austerity and budget cutting and debt and deficit and then last weekend speaker boehner admits that we don't have an immediate debt problem. wit well, we're still sort of as a collective body stuck on this idea that, you know, it's all about cuts and how many and how much when the real issue should be jobs. these budgets should be evaluated based on how many people they put to work, how many problems they solve for the american people. five years ago in my district the bridge fell into the mississippi river. our bill would fix the problems like that and make those things a thing of the past and they put a lot of people back to work, too. >> absolutely. mr. o'reilly and other republicans, they're upset because you and your caucus have offered alternatives to paul ryan's massive spending cuts. and as i say, job creation is the first item on the executive summary of your report. the first item under that is infrastructure. now, the american society of civil engineers -- and this is, you know, an engineering organization, not a political one. >> left wing cooks? >> we need $1.6 trillion spendi
. literally you have $3 billion in deficit, annual deficit every year. and employment is double digits. as you said, not only do you have a class divide, you have major socioeconomic divide between the ruling class and the rest of the opposition. more than 40% of jordanians are basically living in poverty. not to plepgs that as you suggested earlier, most of the population in jordan are palestinians so the palestinian/israeli conflict weighs very heavily on the king. and it is for the first time after the arab spring, the king's ledge gitimacy is being challenged. not only from his own tribal base, and this is the situation for the king. that's why president obama is in jordan today to shore up the king and provide some financial assistance as he did, $200 million on top of the $500 million annually that the united states provides to the kingdom. >> you mentioned president obama leaving israel for jordan. one question is what has he left behind? the oldest newspaper in israel, founded before the country was founded said that security will not be attained by military means alone. rather, it wil
, but ultimately if there's any chance at dealing with the debt and deficit, these two, very different philosophies and visions. >> early april, the president comes up with his budget recommendation. a lot of people are hoping all of this will eventually result in the grand bargain, a real deal looking down the road, everyone on board basically. a deal that would avoid, for example, having to worry about raising the debt ceiling end of july, early august. is that at all doable? >> it is possible. i wouldn't go as far as saying doable now. but what i will say, the difference in approach now versus say two years ago when they tried this and it failed and it was, you know, almost the end of the world as the u.s. bumped up against the debt ceiling, the difference is they are going through what we call in washington regular order. everything is done in the open. i think that has lead to a different atmosphere on capitol hill where people know what's going on, they're voting on measures, and they're not waiting to see the white smoke from the white house when the president and house speaker and others ar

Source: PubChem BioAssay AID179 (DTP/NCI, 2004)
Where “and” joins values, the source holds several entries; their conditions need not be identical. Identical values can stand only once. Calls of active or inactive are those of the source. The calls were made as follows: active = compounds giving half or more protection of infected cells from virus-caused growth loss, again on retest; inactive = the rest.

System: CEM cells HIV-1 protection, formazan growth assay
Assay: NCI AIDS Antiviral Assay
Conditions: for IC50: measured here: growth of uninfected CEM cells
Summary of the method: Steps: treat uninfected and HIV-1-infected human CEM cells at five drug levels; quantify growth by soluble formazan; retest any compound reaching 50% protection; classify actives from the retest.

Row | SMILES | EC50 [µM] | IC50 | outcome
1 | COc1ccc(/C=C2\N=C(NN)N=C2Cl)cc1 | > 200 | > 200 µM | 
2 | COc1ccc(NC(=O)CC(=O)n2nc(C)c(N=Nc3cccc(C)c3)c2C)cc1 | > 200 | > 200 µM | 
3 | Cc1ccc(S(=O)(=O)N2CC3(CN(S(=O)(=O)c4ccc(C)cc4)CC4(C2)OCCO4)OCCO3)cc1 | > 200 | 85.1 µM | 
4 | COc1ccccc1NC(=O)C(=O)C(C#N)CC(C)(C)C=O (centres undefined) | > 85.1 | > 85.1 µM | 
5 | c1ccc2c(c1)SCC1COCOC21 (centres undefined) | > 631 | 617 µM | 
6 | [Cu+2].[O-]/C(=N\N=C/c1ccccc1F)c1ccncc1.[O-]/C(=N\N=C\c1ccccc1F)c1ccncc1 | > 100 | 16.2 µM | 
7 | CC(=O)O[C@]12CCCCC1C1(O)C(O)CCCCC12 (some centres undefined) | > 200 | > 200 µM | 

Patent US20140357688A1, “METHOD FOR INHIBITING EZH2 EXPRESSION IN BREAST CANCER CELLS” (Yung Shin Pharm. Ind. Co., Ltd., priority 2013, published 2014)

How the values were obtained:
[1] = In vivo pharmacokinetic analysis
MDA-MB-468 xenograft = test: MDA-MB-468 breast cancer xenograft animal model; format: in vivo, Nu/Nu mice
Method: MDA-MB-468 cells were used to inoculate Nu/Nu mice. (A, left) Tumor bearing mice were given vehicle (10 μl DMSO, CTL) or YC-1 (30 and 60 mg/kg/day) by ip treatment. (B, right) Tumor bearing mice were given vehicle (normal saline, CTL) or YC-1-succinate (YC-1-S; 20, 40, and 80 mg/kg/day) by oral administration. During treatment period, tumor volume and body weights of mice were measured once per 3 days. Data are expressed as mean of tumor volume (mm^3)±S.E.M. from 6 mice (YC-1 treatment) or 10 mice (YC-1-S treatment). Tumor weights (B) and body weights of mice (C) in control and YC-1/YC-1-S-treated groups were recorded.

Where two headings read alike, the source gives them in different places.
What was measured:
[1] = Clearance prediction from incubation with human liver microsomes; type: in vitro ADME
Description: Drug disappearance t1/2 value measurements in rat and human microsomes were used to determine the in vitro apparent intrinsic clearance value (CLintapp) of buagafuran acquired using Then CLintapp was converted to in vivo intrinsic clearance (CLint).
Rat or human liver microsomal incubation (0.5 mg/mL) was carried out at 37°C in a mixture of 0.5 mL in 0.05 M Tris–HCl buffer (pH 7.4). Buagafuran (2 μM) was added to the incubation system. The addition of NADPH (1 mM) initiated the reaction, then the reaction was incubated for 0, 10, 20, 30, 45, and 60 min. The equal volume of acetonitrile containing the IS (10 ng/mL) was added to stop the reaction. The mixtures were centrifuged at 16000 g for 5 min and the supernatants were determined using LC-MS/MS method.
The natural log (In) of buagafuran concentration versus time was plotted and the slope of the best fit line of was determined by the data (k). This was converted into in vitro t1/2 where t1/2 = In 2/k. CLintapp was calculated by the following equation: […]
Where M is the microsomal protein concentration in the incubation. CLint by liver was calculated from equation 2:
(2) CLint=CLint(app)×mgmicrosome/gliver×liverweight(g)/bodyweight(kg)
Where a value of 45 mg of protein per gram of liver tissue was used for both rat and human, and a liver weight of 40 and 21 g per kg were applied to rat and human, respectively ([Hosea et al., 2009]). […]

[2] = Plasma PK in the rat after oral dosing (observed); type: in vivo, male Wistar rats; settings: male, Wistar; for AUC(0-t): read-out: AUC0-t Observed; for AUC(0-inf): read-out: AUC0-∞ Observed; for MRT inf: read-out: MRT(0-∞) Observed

and deficit thing. another is that i think the republican party has to make clear what its foreign policy is. it has had two wars for the past 12 years, people are still settling in and thinking, the voters have said, we don't like that. we're not for that. the republican party has to make clear what it stands for and it is going to have a little bit of debate to get there. those two big things and the policies that spring from them will make all of the difference, so will an eventual compelling presidential candidate. somebody who is involved right now. at the end of the day, it's the candidates who resolve a lot of unresolved things by taking a stand and speaking forcefully for it. >> that was bill clinton after walter mondale lost it. after jimmy carter lost. we had a dynamic governor who was reformed minded and brought those issues into the national forefront. he really helped recharge the democratic party. you know, the republican party is out to lunch. i watched cpac, karl. karl was a former friend. >> i thought i was a current friend? >> you're always a friend, you owe me some chili.
and yet we're still going to have a trillion dollars budget deficit. spending is the problem. >> the white house says in response, yes, it's true. taxes went up more than $600 billion over ten years at the end of the year but it is also true the white house put $1.5 trillion worth of spending cuts in their budget. the truth is you're both right. i mean, they have offered spending cuts. the taxes did go up. it still hasn't made enough of a dent. you still have to sit down and do something. >> right. i think we're doing our budget this year. actually we're doing it this week here in the house. our budget will balance in ten years. we're going to pass our budget. hopefully the senate will pass their budget. except their budget never comes to balance. the president's budget never comes to balance. you can't continue to spend money as far as the eye can see that you don't have. and that's what they're continuing to propose, along with higher taxes on the american people. >> but the political reality is, no budget deal can probably happen, not one that will seriously address the deficit without